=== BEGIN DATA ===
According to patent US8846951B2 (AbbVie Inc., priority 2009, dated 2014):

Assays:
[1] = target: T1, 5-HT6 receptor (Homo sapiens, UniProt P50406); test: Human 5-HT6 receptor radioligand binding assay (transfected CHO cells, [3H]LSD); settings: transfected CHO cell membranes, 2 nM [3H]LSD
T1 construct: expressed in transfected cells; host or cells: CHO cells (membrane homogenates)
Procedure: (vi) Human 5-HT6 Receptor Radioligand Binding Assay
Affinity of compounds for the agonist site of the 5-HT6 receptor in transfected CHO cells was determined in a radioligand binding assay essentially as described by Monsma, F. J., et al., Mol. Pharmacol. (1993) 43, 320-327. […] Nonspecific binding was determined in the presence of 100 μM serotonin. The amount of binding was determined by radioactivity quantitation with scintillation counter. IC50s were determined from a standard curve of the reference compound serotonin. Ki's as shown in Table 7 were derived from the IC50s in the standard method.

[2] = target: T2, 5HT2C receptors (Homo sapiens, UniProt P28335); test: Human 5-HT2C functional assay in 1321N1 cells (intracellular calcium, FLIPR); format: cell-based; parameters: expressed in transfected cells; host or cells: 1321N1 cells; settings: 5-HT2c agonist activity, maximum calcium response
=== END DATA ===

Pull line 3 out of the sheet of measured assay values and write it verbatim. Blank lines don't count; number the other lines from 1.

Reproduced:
[1] = target: T1, 5-HT6 receptor (Homo sapiens, UniProt P50406); test: Human 5-HT6 receptor radioligand binding assay (transfected CHO cells, [3H]LSD); settings: transfected CHO cell membranes, 2 nM [3H]LSD